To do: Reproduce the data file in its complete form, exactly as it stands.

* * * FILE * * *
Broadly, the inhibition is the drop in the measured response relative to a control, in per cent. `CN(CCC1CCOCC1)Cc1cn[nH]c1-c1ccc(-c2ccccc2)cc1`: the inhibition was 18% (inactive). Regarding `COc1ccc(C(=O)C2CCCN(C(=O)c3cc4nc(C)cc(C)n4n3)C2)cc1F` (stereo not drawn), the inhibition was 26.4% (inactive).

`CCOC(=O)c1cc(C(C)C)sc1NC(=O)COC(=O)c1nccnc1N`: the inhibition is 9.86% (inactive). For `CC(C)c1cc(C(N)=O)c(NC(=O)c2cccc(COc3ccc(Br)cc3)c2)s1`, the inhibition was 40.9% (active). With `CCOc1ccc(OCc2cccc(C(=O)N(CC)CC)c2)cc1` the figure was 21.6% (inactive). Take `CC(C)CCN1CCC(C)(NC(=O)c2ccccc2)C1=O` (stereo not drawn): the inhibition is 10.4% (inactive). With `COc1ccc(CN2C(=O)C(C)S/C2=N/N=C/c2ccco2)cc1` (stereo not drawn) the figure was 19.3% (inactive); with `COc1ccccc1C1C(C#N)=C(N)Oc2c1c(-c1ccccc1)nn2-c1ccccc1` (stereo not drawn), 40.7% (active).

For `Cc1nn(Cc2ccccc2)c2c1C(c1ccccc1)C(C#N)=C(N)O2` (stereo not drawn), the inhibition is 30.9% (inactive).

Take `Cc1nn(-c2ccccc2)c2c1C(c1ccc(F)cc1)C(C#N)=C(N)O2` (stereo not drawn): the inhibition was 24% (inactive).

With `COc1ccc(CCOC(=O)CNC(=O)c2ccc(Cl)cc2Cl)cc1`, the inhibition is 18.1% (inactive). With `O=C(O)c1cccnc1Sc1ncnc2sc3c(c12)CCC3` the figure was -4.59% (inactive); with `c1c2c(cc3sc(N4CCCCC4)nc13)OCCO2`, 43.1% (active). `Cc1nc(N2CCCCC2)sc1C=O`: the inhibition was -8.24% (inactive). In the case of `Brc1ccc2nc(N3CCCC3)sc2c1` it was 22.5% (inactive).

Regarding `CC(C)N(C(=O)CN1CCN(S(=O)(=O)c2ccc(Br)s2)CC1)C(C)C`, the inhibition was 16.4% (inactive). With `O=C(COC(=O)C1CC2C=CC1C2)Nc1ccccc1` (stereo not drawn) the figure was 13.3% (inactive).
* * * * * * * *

Broadly, the inhibition is the drop in the measured response relative to a control, in per cent. `CN(CCC1CCOCC1)Cc1cn[nH]c1-c1ccc(-c2ccccc2)cc1`: the inhibition was 18% (inactive). Regarding `COc1ccc(C(=O)C2CCCN(C(=O)c3cc4nc(C)cc(C)n4n3)C2)cc1F` (stereo not drawn), the inhibition was 26.4% (inactive).

`CCOC(=O)c1cc(C(C)C)sc1NC(=O)COC(=O)c1nccnc1N`: the inhibition is 9.86% (inactive). For `CC(C)c1cc(C(N)=O)c(NC(=O)c2cccc(COc3ccc(Br)cc3)c2)s1`, the inhibition was 40.9% (active). With `CCOc1ccc(OCc2cccc(C(=O)N(CC)CC)c2)cc1` the figure was 21.6% (inactive). Take `CC(C)CCN1CCC(C)(NC(=O)c2ccccc2)C1=O` (stereo not drawn): the inhibition is 10.4% (inactive). With `COc1ccc(CN2C(=O)C(C)S/C2=N/N=C/c2ccco2)cc1` (stereo not drawn) the figure was 19.3% (inactive); with `COc1ccccc1C1C(C#N)=C(N)Oc2c1c(-c1ccccc1)nn2-c1ccccc1` (stereo not drawn), 40.7% (active).

For `Cc1nn(Cc2ccccc2)c2c1C(c1ccccc1)C(C#N)=C(N)O2` (stereo not drawn), the inhibition is 30.9% (inactive).

Take `Cc1nn(-c2ccccc2)c2c1C(c1ccc(F)cc1)C(C#N)=C(N)O2` (stereo not drawn): the inhibition was 24% (inactive).

With `COc1ccc(CCOC(=O)CNC(=O)c2ccc(Cl)cc2Cl)cc1`, the inhibition is 18.1% (inactive). With `O=C(O)c1cccnc1Sc1ncnc2sc3c(c12)CCC3` the figure was -4.59% (inactive); with `c1c2c(cc3sc(N4CCCCC4)nc13)OCCO2`, 43.1% (active). `Cc1nc(N2CCCCC2)sc1C=O`: the inhibition was -8.24% (inactive). In the case of `Brc1ccc2nc(N3CCCC3)sc2c1` it was 22.5% (inactive).

Regarding `CC(C)N(C(=O)CN1CCN(S(=O)(=O)c2ccc(Br)s2)CC1)C(C)C`, the inhibition was 16.4% (inactive). With `O=C(COC(=O)C1CC2C=CC1C2)Nc1ccccc1` (stereo not drawn) the figure was 13.3% (inactive).